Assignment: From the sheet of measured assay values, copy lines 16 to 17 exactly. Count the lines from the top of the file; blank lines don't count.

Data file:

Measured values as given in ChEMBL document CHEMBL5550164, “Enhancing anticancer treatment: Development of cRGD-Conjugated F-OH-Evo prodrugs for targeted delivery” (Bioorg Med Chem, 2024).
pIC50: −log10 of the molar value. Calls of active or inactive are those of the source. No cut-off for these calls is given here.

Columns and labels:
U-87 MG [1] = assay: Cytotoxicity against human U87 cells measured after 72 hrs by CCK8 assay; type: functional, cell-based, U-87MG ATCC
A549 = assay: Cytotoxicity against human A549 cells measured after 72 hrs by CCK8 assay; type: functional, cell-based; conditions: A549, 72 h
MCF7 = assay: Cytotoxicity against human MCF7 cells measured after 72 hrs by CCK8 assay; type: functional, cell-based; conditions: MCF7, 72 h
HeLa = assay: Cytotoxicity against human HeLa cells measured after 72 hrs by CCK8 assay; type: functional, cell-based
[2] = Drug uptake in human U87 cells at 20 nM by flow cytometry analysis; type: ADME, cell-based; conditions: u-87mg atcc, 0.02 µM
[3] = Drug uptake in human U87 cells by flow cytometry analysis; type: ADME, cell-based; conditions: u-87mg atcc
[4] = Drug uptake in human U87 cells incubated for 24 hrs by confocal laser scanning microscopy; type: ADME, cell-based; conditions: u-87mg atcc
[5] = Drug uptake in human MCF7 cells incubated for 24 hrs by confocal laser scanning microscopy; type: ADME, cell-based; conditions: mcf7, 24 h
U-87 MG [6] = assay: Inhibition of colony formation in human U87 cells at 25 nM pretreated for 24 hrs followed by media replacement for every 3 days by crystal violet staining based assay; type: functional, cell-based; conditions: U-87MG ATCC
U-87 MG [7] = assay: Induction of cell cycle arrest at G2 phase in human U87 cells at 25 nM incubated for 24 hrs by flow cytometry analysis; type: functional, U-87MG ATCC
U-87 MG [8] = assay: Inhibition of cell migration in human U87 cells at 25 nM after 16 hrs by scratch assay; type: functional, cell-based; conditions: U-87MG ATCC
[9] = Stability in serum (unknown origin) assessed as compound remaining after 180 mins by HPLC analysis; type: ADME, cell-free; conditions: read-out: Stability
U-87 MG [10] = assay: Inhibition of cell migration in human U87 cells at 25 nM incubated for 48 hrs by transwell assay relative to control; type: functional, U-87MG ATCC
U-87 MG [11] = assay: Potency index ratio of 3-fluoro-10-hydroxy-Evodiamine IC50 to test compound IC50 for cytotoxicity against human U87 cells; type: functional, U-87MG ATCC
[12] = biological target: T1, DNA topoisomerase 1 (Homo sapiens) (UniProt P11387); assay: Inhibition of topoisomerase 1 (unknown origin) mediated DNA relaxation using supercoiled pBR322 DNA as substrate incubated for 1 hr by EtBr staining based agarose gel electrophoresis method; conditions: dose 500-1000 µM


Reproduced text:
U-87 MG [10] = assay: Inhibition of cell migration in human U87 cells at 25 nM incubated for 48 hrs by transwell assay relative to control; type: functional, U-87MG ATCC
U-87 MG [11] = assay: Potency index ratio of 3-fluoro-10-hydroxy-Evodiamine IC50 to test compound IC50 for cytotoxicity against human U87 cells; type: functional, U-87MG ATCC